The strength of Angela’s Ashes lies in the way McCourt sustains a child's perspective throughout, refraining from the benefit of adult hindsight and refusing to apportion blame. This softens the blows of his descriptions of the death, desperation and poverty around him; it also allows

the reader to understand what a complex network of emotions young Frank felt towards his parents and upbringing.

‘My childhood gave us aspirations and dreams,’ says McCourt now. 'But it lowered our expectations too, and lowered our self- esteem. When you’re used to nothing, you're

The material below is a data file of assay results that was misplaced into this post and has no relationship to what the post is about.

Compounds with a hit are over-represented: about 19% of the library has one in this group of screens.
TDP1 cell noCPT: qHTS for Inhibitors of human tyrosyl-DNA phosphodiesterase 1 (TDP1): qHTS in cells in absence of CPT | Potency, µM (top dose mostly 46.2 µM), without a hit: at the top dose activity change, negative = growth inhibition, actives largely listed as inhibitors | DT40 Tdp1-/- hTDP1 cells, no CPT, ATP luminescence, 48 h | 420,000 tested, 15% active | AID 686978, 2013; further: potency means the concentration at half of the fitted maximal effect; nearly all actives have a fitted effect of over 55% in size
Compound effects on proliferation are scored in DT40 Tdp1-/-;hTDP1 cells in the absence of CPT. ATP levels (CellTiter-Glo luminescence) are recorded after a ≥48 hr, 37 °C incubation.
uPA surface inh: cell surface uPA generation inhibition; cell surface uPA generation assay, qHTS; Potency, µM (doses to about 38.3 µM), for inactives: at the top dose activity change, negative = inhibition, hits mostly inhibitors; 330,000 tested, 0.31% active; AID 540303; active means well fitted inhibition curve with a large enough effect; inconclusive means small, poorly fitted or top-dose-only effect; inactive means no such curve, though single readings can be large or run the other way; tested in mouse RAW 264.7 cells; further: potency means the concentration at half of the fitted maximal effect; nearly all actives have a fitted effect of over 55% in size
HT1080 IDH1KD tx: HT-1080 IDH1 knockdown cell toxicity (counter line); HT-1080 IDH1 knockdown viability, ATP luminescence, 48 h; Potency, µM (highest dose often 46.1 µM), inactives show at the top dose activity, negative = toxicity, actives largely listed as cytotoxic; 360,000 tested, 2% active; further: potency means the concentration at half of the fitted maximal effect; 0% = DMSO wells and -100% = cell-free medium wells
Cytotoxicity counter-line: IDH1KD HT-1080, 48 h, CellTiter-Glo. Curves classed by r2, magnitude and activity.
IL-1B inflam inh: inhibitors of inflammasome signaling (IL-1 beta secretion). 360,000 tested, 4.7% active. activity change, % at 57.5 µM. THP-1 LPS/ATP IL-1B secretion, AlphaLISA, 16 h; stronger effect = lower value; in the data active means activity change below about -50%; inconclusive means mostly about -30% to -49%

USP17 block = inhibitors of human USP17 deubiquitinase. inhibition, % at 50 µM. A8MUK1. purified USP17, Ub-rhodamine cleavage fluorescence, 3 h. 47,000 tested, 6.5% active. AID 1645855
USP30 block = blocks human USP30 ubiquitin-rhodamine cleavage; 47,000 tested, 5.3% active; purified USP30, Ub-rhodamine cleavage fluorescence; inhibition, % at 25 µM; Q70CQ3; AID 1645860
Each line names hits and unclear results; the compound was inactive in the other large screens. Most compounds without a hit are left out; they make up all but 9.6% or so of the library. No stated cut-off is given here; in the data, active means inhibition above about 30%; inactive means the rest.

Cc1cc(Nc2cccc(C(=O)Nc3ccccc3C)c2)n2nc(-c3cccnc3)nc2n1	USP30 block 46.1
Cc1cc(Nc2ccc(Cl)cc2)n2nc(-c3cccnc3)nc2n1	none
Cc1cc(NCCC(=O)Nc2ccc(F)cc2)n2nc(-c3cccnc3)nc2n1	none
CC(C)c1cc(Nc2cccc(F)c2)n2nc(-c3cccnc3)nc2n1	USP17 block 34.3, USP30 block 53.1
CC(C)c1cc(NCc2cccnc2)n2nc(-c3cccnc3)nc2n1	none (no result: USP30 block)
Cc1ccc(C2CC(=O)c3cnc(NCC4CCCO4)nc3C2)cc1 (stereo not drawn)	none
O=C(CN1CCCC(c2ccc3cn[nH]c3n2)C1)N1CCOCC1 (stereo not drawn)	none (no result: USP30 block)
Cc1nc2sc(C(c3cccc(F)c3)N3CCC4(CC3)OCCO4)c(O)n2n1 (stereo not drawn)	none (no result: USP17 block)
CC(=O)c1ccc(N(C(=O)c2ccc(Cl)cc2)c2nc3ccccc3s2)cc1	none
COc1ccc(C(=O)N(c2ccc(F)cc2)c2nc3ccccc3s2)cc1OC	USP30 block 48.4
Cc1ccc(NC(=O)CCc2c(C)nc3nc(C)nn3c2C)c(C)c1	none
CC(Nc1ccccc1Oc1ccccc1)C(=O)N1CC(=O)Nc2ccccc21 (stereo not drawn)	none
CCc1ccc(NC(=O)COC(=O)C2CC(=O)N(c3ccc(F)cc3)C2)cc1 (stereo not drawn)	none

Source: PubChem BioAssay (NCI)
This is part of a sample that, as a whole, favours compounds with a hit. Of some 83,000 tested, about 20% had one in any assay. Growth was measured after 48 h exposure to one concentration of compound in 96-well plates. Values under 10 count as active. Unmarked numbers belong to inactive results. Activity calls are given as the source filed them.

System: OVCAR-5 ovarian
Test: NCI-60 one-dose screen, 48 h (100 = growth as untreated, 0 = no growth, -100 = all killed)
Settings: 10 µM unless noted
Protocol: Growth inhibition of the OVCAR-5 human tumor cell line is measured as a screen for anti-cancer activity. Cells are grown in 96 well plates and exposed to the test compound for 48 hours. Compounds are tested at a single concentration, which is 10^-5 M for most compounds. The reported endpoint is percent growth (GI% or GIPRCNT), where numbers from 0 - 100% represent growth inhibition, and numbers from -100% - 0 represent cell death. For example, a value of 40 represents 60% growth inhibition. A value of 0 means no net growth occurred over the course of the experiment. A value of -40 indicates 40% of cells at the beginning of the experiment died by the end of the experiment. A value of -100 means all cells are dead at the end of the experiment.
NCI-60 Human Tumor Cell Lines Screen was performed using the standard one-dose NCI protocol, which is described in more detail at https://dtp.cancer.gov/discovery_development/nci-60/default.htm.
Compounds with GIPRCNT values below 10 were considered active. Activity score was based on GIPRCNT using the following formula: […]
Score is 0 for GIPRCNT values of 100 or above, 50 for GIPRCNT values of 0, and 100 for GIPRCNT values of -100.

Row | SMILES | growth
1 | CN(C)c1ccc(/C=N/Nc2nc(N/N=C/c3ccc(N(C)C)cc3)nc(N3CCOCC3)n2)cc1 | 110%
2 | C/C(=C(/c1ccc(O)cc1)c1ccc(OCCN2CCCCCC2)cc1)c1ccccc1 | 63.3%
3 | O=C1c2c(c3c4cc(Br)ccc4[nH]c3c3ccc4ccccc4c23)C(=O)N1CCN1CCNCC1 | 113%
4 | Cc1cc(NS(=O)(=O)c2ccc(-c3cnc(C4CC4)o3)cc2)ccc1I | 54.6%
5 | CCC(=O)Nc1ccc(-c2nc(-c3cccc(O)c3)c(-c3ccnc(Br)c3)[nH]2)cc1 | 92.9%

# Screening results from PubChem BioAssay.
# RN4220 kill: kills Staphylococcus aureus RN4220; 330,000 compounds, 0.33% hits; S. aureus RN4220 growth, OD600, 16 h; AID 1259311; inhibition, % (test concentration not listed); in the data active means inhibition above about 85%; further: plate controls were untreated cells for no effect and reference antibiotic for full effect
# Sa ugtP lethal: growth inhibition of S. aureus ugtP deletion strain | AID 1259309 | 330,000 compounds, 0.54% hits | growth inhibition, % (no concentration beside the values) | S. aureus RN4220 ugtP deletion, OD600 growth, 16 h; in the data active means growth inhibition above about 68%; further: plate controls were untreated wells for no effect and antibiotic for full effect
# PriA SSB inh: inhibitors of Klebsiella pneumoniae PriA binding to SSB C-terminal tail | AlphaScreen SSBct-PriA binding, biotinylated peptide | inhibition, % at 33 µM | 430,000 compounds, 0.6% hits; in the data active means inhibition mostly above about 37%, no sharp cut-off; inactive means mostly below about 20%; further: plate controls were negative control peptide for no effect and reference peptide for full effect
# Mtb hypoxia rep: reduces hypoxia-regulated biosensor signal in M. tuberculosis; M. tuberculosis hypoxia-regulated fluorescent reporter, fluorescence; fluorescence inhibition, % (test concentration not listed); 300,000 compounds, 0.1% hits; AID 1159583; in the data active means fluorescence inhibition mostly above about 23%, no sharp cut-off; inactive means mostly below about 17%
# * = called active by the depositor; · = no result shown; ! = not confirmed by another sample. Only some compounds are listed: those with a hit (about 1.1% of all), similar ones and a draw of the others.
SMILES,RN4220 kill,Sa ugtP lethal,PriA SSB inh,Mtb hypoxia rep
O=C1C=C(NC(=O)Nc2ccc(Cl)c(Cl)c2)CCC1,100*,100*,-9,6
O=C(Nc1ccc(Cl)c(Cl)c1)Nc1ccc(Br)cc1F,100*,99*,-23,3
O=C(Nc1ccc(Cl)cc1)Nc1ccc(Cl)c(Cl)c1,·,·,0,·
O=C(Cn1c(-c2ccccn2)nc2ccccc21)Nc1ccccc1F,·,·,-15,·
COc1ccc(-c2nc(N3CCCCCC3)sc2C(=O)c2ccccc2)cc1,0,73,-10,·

satisfied with very little. We didn’t dream beyond a bowl of soup.’

It was only after setting one of his classes a writing project that McCourt, for 45 years an English teacher in New York City, summed up the courage to convert his notes into an actual book. And it's not just a heap of


awards and a bulging bank balance that has altered his circumstances. ‘Supermodels with legs up to their shoulders kept coming up to me and praising me,’ he chuckles. ’I said to my wife, "If this had happened 30 years ago, I’d be dead of whisky and

fornication .

/ 2’, 223’. THELIST15